OPINION — As protests rage against police in cities across the country, often accompanied by violence, looting and vandalism, law enforcement nevertheless remains our first line of defense against crime. In our local communities, their contributions go far beyond simply arresting the bad guys.
As I have reached out to local police and county sheriffs throughout this congressional district over the last few weeks, I’ve sought to better understand the hundreds of ways policing impacts our daily lives. As the nation considers policies to prevent abusive incidents, we must always be aware of the unintended consequences that overly broad policies and reforms could exact from our communities.
Almost 3,000 people in Washington County called police for assistance in the last 12 months. During that same period, there were 593 motorist assistance and 468 psychiatric calls. In addition, Washington County has executed more than 100 search and rescue efforts this year, including dangerous high angle rescues, water rescues and heat-related incidents. Often these events require law enforcement personnel to deliberately place themselves in danger to save a stranger.
Local law enforcement has to be ready to transition effortlessly from community service to life-threatening peril on short notice. In Sevier County earlier this month, officers cooked dinner for 1,000 people at the county fair before setting out to rescue a man who had fallen off a cliff. This is all in a day’s work for Utah’s men and women in blue. They ensure our safety at events like the St. George Ironman, parades, firework shows and anywhere that draws crowds. They deescalate disputes, connect victims with important resources and even supply color guards on solemn occasions.
Not only do they provide important services, they contribute as law-abiding members of our communities. They volunteer as baseball coaches, self-defense instructors, school volunteers and event organizers. They are parents, neighbors and friends.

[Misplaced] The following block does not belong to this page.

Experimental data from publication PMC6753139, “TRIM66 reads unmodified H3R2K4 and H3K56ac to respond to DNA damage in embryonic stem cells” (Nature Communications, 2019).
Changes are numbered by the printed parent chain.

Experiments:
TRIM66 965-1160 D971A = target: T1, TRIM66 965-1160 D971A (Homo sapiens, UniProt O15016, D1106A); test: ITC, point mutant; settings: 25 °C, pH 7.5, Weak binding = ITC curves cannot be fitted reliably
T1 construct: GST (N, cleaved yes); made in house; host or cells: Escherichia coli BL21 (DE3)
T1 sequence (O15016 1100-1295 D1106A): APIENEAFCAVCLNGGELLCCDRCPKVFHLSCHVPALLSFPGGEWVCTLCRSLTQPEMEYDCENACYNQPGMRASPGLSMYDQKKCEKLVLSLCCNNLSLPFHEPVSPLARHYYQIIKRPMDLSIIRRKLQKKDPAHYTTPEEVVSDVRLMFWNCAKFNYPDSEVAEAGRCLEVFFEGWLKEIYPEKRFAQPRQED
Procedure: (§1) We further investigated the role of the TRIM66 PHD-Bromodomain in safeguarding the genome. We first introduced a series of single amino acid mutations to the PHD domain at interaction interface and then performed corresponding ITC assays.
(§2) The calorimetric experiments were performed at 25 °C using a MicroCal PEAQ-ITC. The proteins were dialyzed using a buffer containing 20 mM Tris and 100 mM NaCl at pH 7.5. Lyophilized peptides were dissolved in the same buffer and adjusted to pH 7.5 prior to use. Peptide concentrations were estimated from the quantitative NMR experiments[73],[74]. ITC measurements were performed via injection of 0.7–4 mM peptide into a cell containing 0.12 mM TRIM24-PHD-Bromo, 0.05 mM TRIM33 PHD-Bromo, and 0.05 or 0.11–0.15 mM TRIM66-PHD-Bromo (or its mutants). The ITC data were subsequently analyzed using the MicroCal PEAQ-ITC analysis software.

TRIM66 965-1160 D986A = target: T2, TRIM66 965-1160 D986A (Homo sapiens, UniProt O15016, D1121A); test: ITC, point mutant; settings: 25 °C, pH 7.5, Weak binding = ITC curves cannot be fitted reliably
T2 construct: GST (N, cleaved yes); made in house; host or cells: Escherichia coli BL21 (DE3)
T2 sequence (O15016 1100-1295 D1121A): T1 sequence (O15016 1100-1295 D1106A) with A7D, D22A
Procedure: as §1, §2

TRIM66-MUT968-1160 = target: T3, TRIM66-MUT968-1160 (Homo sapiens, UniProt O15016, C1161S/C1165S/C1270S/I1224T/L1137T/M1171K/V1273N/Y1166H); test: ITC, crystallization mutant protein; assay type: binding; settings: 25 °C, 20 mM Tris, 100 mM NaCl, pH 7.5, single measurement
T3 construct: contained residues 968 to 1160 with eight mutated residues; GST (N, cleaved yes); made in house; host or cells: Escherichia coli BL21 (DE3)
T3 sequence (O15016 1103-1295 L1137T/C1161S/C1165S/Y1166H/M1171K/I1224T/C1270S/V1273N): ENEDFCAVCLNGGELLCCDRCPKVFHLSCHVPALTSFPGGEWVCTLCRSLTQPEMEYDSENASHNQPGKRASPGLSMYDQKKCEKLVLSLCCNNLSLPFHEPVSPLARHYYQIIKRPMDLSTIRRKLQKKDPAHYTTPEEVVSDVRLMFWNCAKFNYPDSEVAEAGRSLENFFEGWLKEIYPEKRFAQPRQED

That integration with the community is important. It creates a natural accountability in which bad actors are easily identified within local law enforcement, but it also engenders trust. We have a county sheriff who is elected by the residents and a police chief who serves at the pleasure of the mayor, giving us two separate levels of accountability and influence.
Another thing I have heard, repeatedly, while talking with local law enforcement officers in Utah is that they are as anxious as anyone to see bad actors held accountable. Let’s not make the mistake of confusing a few people who abuse their badges with the vast majority of officers working to make our communities better places for their families and ours. They certainly don’t want to be lumped in with anyone who abuses their badge or practices police brutality. I fully support them in their efforts to make sure they maintain high standards of service and respect within their ranks.
Efforts to defund police budgets are touted as a way to make us all safer, but they could have a very real impact on lives and livelihoods. Putting innocent people in danger and threatening the economic stability we often take for granted is the more likely outcome. In the event of chaos, we must be able to depend on local law enforcement. In times of peace, we need the community involvement of our local officers and their families.
To maintain law and order, sustain stable communities, and enjoy the quality of life America has always offered, we must protect the men and women who protect us. Defunding the police only makes sense if you assume that our way of life is not worth protecting and that everyone with a badge is an enemy. Instead, let’s take a minute to notice all of the benefits we enjoy because of the people who are willing to wear a badge and stand between us and harm—when we are on the side of the road with a flat tire, when a child wanders away from home, when someone gets lost on a hike, and yes, even when someone needs to be arrested. We will all be worse off if we defund the police. Let’s support them in their efforts to serve us instead.
Submitted by CHRIS STEWART, Utah Congressional District 2.
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